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UPDATE 12/19 Windows 2008 and Windows 2008 R2 End of Service is fast approaching as Microsoft will end support on January 14, 2020. If you have servers at risk of losing support, you still have time to take action. Microsoft is offering three years of free Extended Security updates for no charge, if you migrate workloads into Azure. If you prefer to stay on-prem, upgrading to Windows 2019 Server is another option, or you take a hybrid cloud approach. Regardless of your choice, GreenPages team of experts is here to help you navigate the best solution for your needs and environment. We can right size your Azure environment if you move to the cloud or assist in understanding what’s needed for licensing and support for on-prem. We’re here to help you make that decision and ensure you're covered for the future. Regardless of what investment you decide to make, GreenPages can help right-size you for the future and ensure your data continues to be protected. To have further conversations about Windows 2008 and 2008 R2 and SQL 2008 and 2008 R2, please connect with your Account Executive or reach out to us! ORIGINAL POST 7/19 Back in 2008 I still had a faceplate for my car radio, Bleeding Love by Leona Lewis was crushing the pop charts, and organic bean sprouted bread was something you’d find in the pet food aisle. It’s also the year Microsoft released Windows 2008 and SQL 2008, leaving a lasting impression like a tune you can’t get out of your head. For Windows Server 2008, it was the first Windows edition that allowed you to license for virtualization. If you recall, there used to be an Enterprise Edition of Windows 2008 that allowed for 4 VMs and if you needed 12 VMs you had to purchase 3 licenses. Datacenter provided unlimited VMs, and Standard edition both covered standalone and virtual machines. At the time Microsoft was really making us work to understand the minutia of their licensing rules. Thank goodness Microsoft’s licensing has gotten a lot easier to understand (insert sarcasm.) Windows 2008 and 2008 R2 and SQL 2008 and 2008 R2 had a good run, and like all good things, including Leona Lewis’s career, it will be coming to an end. SQL 2008 and 2008 R2 End of Support (EOS) is July 9, 2019. Windows 2008 and 2008 R2 EOS is January 14, 2020. Once Microsoft products go EOS, Microsoft offers ZERO support for the product, meaning they’ll no longer provide updates and patching. With no support, it would leave the product vulnerable to security threats because no fixes will be available to prevent infiltration. Security updates are mission critical. In 2016, 4.2 Billion records were stolen by hackers. Twenty percent of organizations lose customers during an attack and 30% of organizations lose revenue during an attach. Not fun! It would be like if John Rambo retired and stopped drawing blood, which is a bad analogy because Rambo: Last Blood is being released in September. This begs that question, is this really the Last Blood? Probably not, however you can be certain the Microsoft’s “Last Blood” is actually happening. So what to do when your support goes away? Well you’ll need to think about modernizing and in this case adopting cloud. It’s a good time to seize EOS as an opportunity to transform with Microsoft’s latest technologies. A jump to Azure will allow you to migrate your Windows 2008 and 2008 R2 workloads to Azure VM or Azure SQL Database. Customers who move 2008 and 2008 R2 workloads to Azure Virtual Machines (IaaS) “as-is” will have access to Extended Security Updates for both SQL Server and Windows Server 2008 and 2008 R2 for three years after the End of Support dates for free. Those that decide to move to Azure SQL Database Managed Instance (PaaS) will have access to continuous security updates, as this is a fully managed solution. Or you could stay with on-premises licensing and upgrade to Windows 2019 or SQL Server 2017 by leveraging your Software Assurance benefits to modernize on-premises or on Azure (i.e. Azure Hybrid Benefit), to help reduce security risks and continue to get regular security updates.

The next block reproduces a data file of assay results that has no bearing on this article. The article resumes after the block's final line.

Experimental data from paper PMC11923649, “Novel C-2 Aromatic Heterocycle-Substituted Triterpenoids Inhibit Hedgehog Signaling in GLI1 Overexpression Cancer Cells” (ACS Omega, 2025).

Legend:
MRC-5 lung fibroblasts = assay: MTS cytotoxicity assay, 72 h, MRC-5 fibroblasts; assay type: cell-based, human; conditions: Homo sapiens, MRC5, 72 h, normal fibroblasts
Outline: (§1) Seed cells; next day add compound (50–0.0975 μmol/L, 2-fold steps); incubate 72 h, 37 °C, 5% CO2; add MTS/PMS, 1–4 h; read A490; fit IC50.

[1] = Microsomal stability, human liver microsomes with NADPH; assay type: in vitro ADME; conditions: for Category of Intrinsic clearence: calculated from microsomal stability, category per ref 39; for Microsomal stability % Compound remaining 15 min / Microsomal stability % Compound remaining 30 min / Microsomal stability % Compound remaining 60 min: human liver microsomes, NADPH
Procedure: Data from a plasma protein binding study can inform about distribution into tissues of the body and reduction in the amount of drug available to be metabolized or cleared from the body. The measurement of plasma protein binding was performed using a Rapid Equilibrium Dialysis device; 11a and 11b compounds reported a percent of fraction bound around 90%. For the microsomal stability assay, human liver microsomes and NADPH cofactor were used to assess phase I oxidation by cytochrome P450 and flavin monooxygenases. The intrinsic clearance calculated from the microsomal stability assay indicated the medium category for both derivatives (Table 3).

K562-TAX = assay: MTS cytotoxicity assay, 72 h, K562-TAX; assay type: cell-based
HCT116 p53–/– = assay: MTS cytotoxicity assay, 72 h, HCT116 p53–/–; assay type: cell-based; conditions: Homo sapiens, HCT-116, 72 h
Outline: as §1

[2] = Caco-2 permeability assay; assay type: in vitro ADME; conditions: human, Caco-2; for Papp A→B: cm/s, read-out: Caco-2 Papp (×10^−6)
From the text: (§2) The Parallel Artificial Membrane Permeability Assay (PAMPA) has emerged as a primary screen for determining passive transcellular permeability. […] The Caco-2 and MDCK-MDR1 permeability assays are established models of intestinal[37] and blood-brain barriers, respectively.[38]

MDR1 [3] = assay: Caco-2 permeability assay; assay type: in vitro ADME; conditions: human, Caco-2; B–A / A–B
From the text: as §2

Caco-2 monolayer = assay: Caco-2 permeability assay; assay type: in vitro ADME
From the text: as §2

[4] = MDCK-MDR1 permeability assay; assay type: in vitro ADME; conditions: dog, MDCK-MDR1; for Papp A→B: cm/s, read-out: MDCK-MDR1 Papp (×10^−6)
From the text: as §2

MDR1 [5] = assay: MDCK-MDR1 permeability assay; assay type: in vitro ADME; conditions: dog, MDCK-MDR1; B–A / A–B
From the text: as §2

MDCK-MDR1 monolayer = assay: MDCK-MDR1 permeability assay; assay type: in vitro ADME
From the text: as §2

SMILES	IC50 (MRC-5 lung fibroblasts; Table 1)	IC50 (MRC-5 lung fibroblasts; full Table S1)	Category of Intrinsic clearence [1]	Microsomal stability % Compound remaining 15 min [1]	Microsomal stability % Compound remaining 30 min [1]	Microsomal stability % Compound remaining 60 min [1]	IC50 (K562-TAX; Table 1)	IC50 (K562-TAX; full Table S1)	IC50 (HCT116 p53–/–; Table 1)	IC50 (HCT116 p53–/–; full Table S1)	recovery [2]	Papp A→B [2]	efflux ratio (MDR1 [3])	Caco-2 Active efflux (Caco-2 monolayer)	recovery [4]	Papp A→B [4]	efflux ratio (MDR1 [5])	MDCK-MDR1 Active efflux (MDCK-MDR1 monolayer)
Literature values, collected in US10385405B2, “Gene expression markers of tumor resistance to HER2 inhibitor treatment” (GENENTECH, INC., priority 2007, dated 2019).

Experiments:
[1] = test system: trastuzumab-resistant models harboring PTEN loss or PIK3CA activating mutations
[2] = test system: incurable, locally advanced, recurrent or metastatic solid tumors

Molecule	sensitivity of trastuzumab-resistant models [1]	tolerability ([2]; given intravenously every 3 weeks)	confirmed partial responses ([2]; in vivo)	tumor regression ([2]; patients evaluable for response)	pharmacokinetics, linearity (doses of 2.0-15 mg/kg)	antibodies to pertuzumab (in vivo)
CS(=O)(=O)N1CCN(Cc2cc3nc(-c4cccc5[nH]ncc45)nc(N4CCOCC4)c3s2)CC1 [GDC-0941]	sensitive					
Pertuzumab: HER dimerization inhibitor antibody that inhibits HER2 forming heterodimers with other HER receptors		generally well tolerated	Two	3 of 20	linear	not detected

“Security is not a project. Security transcends technology…it never stops.” —Randy Becker, Vice President, Security Operations & Chief Information Security Officer In this interview, Becker discusses the pivotal role of the modern CISO and the strategies that digital-era organizations are implementing to protect their businesses in an increasingly dangerous threat landscape.
Hear how GreenPages helped a retail management client modernize their current state infrastructure and design their target state public cloud environment to enable self-service, self-scaling, and self-provisioning.